Are you looking for some flavorful and nutritious smoothie recipes to help alleviate high blood pressure? Look no further.
By tapping into the abundance of fruits, vegetables, herbs, spices, and superfoods that mother nature has to offer you can craft a variety of smoothies that do just that. Not only will these smoothies help lower blood pressure, they will support your overall health.
What is Hypertension?
High blood pressure is considered a chronic disease or condition. That means it can be treated, but not cured. If you have high blood pressure and either use medical treatments or lifestyle changes, or both, to lower it, you must keep up with them or your blood pressure will go back up.
Blood pressure is a measurement of the force with which your blood pushes against the walls of your blood vessels. The number reading you get for your blood pressure represents two measurements:
- Systolic pressure, the number at the top of the reading, measures the pressure of blood in the blood vessels when the heart is beating.
- Diastolic pressure, the number on the bottom, measures the pressure between heart beats.
Normal blood pressure is 120/80; 120 for systolic pressure, and 80 for diastolic. It is also normal for blood pressure to be lower than this, down to about 90/60. Readings between 120 and 139 over 80 to 89 are considered to be in the range of pre-hypertension. From 140 to 159 over 90 to 99 is stage 1 hypertension, and 160/100 or higher is stage 2 hypertension. Anything over that is immediately dangerous and requires emergency medical attention.
Blood pressure levels fluctuate in normal circumstances. If you have to give a talk at work or take a big exam, for instance, your blood pressure may rise with your stress. However, if your blood pressure levels are consistently too high, you have hypertension.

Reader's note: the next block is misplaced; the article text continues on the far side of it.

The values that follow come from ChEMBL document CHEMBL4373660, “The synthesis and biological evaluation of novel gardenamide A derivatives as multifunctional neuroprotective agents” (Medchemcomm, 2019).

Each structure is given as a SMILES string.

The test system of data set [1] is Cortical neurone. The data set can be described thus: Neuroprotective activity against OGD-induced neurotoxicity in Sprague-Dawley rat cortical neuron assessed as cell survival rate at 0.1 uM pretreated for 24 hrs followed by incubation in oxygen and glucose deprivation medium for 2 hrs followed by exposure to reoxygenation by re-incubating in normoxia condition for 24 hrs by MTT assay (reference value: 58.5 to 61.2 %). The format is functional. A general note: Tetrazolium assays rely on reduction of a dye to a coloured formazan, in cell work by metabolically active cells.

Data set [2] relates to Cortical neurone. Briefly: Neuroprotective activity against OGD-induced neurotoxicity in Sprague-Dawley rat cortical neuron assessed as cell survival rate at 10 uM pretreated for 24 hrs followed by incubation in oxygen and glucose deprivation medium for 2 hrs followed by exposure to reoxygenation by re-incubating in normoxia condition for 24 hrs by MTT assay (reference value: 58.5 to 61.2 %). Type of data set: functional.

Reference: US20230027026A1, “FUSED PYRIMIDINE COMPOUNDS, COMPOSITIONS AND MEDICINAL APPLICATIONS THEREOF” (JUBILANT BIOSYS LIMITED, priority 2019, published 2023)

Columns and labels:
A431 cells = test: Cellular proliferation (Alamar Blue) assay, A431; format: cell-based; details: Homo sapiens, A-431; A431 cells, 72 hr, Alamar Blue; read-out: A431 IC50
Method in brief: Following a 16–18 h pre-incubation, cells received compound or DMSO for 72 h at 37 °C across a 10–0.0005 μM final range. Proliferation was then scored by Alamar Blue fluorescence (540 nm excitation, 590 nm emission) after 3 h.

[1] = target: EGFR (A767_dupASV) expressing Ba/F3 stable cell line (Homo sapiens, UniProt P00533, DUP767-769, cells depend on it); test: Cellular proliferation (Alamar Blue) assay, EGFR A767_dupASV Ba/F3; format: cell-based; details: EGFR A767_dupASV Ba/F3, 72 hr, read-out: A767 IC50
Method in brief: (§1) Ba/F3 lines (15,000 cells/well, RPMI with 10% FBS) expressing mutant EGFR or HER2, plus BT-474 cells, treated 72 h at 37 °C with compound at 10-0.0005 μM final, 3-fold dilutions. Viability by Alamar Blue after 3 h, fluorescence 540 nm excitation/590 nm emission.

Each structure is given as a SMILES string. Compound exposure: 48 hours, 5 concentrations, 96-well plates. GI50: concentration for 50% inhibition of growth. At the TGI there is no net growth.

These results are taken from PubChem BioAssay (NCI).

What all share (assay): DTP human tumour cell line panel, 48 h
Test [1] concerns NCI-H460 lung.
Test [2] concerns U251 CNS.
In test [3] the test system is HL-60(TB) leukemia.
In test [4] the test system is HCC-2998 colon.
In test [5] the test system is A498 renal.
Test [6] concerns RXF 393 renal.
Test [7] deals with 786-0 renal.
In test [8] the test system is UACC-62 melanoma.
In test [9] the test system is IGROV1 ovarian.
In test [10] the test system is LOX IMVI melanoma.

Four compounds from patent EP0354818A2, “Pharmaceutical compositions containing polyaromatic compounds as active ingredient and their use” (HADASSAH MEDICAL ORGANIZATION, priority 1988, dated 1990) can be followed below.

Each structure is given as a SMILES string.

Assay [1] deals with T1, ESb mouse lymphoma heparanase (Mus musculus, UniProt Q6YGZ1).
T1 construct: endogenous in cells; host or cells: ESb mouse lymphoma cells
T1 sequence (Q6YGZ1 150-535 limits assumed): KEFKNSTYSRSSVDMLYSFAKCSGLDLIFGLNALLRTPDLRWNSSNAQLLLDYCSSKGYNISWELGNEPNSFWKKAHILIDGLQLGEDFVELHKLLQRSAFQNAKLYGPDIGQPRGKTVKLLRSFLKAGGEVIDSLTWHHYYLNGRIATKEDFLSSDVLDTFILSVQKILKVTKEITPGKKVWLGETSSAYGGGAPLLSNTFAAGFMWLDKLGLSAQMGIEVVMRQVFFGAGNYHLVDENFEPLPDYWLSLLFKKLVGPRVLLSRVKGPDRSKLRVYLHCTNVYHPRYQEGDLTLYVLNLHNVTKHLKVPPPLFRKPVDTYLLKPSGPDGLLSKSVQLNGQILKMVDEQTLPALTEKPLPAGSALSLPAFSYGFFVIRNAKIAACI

The Consequences of High Blood Pressure
Those occasional, stress-related spikes in blood pressure are nothing to be worked about, but if you are diagnosed with hypertension you could suffer serious complications. Most people don’t experience symptoms of high blood pressure, which is why it is important to measure it regularly. Most people do this at their doctor’s office at each visit, but you can also measure your blood pressure for free at most drug stores or pharmacies.
Untreated hypertension can lead to significant health problems. These include a heart attack or stroke, heart failure, an aneurysm (a ruptured blood vessel), kidney damage, vision problems, memory loss, and metabolic syndrome, which can lead to diabetes.
Causes and Traditional Treatments
For a lot of people with chronically-high blood pressure, there is no single cause that can be pinpointed. It just steadily rises over the years. When this happens, doctors call it primary hypertension. Secondary hypertension is high blood pressure that is caused by an underlying condition like thyroid problems, sleep apnea, adrenal cancer, kidney damage, congenital blood vessel defects, and alcohol or drug abuse.
Most doctors recommend that patients with hypertension start with lifestyle changes. Eating a better diet, exercising, stopping alcohol or drug use, losing weight, and quitting smoking can be enough to lower blood pressure. For some people, this isn’t enough, in which case medications may be prescribed. Some hypertension drugs are diuretics, which eliminate more fluids from the body. Others dilate blood vessels, and still others relax blood vessels or slow the beating of the heart.